Oussama El-Hilali, CTO at Arcserve, said adding Office 365 to the Secured by Sophos line was important because more businesses are adopting the platform than in the past. There was already an upward trend of businesses putting mission-critical data on SharePoint and OneDrive, but the boost in remote work deployments caused by the COVID-19 pandemic accelerated that.

El-Hilali said the pandemic has increased the need for protecting data in clouds and SaaS applications more for SMBs than enterprises, because larger organizations may have large, on-premises storage arrays they can use. The Office 365 product is sold stand-alone because many smaller businesses only need an Office 365 data protection component, and nothing for on premises.

“The [coronavirus] impact is more visible in the SMB market. A small business is probably using a lot of SaaS, and probably doesn’t have a lot of data on-prem,” El-Hilali said.

Unfortunately, its Office 365’s native data retention, backup and security features are insufficient in a world where many users are accessing their data from endpoint and mobile devices. Goodwin said there is a strong market need, and third parties such as Arcserve are taking that chance.

“There’s a big opportunity there with Office 365 — it’s one of the greatest areas of vulnerability from the perspective of SaaS apps,” Goodwin said.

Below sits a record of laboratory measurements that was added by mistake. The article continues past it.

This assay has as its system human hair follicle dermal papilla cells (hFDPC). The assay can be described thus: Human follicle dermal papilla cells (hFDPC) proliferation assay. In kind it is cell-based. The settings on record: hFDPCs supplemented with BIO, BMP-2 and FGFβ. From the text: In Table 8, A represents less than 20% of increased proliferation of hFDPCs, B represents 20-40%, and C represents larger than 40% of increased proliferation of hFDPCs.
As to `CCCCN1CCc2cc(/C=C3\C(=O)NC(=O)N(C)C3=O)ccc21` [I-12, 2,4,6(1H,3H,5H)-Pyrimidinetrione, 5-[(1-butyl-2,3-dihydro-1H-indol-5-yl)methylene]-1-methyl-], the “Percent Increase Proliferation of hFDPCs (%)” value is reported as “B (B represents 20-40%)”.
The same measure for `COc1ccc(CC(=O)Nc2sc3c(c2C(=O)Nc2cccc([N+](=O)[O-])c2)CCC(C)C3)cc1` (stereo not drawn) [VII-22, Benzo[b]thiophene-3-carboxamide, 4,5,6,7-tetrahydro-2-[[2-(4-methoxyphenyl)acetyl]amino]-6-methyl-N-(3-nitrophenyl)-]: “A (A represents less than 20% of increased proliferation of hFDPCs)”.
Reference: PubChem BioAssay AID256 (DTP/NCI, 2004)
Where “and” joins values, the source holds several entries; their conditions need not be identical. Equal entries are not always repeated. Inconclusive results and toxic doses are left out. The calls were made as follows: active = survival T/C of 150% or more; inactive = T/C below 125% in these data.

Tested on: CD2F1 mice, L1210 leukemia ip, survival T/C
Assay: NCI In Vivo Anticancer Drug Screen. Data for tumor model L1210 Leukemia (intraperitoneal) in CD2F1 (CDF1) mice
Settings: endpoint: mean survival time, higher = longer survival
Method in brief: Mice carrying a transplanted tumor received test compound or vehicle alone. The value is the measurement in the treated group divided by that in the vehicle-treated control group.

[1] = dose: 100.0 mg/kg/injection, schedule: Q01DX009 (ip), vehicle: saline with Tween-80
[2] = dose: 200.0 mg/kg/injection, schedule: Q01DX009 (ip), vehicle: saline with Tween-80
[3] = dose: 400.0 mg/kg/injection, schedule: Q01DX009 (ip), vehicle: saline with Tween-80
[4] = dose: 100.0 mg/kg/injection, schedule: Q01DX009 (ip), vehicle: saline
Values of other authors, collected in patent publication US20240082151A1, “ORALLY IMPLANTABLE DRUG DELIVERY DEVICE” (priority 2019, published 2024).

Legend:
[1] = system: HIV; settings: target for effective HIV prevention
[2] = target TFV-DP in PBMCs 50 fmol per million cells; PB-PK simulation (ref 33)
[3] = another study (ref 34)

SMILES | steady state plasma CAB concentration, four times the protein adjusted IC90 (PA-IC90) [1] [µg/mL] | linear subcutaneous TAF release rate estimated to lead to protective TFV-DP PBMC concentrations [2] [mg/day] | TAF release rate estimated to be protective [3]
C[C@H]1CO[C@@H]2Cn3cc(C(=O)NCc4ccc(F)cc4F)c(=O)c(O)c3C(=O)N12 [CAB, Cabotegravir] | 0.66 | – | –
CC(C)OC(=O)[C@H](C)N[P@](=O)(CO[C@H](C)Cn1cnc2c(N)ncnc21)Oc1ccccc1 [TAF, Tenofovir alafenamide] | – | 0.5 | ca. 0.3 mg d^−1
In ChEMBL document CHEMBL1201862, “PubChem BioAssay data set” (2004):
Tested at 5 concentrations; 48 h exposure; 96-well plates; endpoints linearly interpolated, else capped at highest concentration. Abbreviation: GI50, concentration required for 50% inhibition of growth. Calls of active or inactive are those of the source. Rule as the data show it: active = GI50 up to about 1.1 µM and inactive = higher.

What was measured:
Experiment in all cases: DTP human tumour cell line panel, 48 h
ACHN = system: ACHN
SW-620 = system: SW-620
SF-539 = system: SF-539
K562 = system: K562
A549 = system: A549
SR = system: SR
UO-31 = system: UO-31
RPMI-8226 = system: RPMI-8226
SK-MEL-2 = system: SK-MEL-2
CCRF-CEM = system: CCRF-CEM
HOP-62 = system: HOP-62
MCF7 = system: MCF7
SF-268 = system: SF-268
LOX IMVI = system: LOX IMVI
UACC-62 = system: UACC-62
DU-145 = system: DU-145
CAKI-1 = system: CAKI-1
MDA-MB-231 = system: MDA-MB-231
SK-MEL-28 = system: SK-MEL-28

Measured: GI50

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Enterprises struggle to learn Microsoft Sonic networking

Enterprises learning how to use Microsoft Sonic in a production environment often struggle with the lack of management tools for the open source network operating system.

Other challenges revealed this week during a panel discussion at the OCP Virtual Summit included weak support for Sonic hardware. Also, the panelists said engineers had to work hard to understand how to operate the software.

The companies that participated in the discussion included Target, eBay, T-Mobile, Comcast and Criteo. All of them plan to eventually make Sonic their primary network operating system in the data center.

In general, they are seeking vendor independence and more control over the development and direction of their networks. They expected to achieve network automation similar to Sonic customers Facebook and Microsoft, which built Sonic and gave it to the Open Compute Project (OCP) for further development.

Challenges with Microsoft Sonic

Target is at the tail end of its evaluation of Sonic. The retailer plans to use it to power a single super-spine within a data center fabric, said Pablo Espinosa, vice president of engineering. The company plans to put a small percentage of a production workload on the network operating system (NOS) in the next quarter.

Eventually, Target wants to use Sonic to provide network connectivity to hundreds of microservices running on cloud computing environments. Target has virtualized almost 85% of its data centers to support cloud computing.